γδ and αβ T cells are important parts of the vertebrate immune system, expressing a γδ T cell receptor (TCR) or αβ TCR, respectively. We plan to engineer chimeric γδ TCRs to unravel how γδ T cells respond to temporally varying ligand encounter and provide proof-of-principles of new approaches to improve cancer immunotherapy and to combat virus infection. To this end, we plan to use technologies that we have successfully developed for the αβ TCR, and apply them for the first time to the γδ TCR. The planned work is divided into two parts, whose common denominator is the use of novel chimeric γδ TCRs.
Firstly, we will ask how γδ T cells respond to temporally controlled ligand encounter. To this end, we will engineer γδ TCRs to bind to Phytochome B (PhyB) as their ligand by appending a small domain to the TCR that binds to PhyB. The protein PhyB is derived from plants and can be switched between two conformations using red and far-red light, thus either binding or not to the engineered γδ TCR. We will alter the half-life of the γδ TCR-ligand interaction by using different intensities of red light and study T cell activation. These experiments aim to answer an important unsolved question: whether γδ T cells can distinguish between ligands of different affinities using a mechanism known as kinetic proofreading. In fact, we have used this optogenetic system with the αβ TCR, to show that the half-life is the critical parameter in αβ T cell activation (Yousefi et al., eLife, 2019). Under physiological conditions, T cells are activated while exploring the putative target cells, thus having temporal contacts to the antigen-presenting cells separated by pauses of different duration. Our system is unique to find out whether pauses of ligand binding are tolerated by the γδ T cells, and if specific temporal patterns will lead to differential γδ T cell activation.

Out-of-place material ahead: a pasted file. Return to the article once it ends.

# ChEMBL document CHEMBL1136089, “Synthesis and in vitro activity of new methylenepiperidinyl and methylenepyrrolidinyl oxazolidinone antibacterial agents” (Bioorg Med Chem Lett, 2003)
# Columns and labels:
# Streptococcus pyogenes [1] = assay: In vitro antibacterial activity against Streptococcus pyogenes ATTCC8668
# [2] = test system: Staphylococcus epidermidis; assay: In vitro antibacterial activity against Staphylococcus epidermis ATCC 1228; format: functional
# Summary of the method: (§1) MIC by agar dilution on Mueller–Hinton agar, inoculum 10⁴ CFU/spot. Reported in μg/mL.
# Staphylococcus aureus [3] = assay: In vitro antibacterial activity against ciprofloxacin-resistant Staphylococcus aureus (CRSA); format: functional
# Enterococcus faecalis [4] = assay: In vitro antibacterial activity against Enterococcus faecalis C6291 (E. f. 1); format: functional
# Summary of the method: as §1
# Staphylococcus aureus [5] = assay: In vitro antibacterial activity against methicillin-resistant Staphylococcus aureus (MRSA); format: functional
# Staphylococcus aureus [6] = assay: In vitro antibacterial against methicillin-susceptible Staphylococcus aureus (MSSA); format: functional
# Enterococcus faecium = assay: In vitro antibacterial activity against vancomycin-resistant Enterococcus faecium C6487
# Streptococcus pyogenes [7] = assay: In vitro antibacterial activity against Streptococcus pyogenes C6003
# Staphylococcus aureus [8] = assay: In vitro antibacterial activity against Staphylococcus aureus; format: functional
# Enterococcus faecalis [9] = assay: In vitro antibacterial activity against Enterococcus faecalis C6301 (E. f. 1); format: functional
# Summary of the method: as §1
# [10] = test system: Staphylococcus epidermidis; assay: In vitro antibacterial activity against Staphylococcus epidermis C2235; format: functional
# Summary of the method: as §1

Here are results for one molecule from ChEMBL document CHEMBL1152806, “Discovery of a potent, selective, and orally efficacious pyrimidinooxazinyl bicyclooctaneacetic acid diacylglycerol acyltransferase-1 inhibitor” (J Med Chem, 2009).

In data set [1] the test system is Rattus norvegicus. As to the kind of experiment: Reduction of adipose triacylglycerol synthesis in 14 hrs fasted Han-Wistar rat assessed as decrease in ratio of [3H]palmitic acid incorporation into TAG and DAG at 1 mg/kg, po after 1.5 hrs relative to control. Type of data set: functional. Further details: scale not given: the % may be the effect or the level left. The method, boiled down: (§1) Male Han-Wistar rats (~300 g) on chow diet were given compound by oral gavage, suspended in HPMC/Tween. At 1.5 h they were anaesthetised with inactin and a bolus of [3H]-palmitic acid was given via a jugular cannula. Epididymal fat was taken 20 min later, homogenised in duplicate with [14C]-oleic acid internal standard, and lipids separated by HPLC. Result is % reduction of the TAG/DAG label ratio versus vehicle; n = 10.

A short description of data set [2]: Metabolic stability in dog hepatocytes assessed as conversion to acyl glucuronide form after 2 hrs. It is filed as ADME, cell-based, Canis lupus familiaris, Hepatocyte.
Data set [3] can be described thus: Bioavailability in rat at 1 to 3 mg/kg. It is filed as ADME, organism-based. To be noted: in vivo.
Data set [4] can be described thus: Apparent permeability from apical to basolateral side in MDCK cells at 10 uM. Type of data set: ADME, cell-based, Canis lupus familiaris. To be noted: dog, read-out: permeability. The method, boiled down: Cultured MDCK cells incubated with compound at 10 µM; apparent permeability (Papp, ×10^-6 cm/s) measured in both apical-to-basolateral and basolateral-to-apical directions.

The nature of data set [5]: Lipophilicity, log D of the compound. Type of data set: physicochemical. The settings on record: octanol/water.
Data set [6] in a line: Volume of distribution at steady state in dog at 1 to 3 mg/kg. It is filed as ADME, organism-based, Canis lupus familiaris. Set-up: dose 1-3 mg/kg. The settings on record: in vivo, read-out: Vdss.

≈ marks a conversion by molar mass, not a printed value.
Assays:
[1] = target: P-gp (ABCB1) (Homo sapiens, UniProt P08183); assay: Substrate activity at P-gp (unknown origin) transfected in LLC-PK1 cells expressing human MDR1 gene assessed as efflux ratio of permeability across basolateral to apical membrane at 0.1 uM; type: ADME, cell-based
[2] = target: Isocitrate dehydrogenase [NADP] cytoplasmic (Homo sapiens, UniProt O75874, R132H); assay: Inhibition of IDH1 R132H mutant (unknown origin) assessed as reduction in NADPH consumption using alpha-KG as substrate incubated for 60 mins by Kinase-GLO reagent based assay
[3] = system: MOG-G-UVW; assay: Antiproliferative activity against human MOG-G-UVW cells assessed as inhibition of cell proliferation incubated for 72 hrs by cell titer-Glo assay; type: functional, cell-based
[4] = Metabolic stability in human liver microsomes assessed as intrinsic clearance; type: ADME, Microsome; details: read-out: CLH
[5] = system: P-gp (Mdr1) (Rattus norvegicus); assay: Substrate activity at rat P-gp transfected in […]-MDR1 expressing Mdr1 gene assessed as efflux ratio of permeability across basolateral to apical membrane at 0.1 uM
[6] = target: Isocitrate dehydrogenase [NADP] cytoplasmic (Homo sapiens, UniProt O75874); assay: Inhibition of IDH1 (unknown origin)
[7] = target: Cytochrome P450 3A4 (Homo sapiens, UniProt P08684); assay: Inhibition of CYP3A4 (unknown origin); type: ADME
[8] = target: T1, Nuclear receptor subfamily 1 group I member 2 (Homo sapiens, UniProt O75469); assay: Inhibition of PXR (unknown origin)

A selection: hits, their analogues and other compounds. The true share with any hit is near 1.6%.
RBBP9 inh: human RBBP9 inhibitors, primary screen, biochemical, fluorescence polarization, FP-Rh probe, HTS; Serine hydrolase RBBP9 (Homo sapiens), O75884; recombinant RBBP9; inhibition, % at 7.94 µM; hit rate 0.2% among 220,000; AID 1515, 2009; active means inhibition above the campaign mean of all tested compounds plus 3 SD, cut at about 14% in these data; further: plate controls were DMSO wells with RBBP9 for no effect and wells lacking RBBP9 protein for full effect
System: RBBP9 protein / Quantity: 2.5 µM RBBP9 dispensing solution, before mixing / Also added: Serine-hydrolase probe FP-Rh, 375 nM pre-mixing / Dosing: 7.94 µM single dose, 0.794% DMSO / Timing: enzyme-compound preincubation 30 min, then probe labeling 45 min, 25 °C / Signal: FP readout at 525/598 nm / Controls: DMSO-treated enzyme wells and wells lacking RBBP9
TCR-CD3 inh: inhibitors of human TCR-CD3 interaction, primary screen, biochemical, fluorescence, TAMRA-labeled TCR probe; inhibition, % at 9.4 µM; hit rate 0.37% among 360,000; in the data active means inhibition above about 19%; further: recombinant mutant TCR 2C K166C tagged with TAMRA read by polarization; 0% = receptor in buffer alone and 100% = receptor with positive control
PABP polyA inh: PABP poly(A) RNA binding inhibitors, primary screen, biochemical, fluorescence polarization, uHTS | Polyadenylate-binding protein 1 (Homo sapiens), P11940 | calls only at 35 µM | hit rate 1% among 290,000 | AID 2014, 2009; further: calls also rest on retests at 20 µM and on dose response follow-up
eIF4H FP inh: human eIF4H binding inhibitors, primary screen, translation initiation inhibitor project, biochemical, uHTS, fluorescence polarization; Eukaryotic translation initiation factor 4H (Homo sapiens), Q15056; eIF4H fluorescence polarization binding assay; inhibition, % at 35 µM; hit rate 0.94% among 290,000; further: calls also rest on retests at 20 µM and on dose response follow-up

Secondly, we will equip γδ TCRs with new specificities by fusion of a single chain Fv fragment against tumour antigens to the γδ TCR. Although γδ T cells have the inherent property to recognize tumours, this is often not sufficient to successfully kill the malignant cells. We will evaluate whether this could be used as a novel T cell based therapy against cancer. We have already used this technology with the αβ TCR and shown that the re-programmed αβ T cells are superior in killing tumour cells in vivo than CAR-T cells (Baeuerle et al., Nature Comm, 2019). We will also explore whether chimeric γδ TCRs can be used to redirect γδ T cells to kill virus infected cells.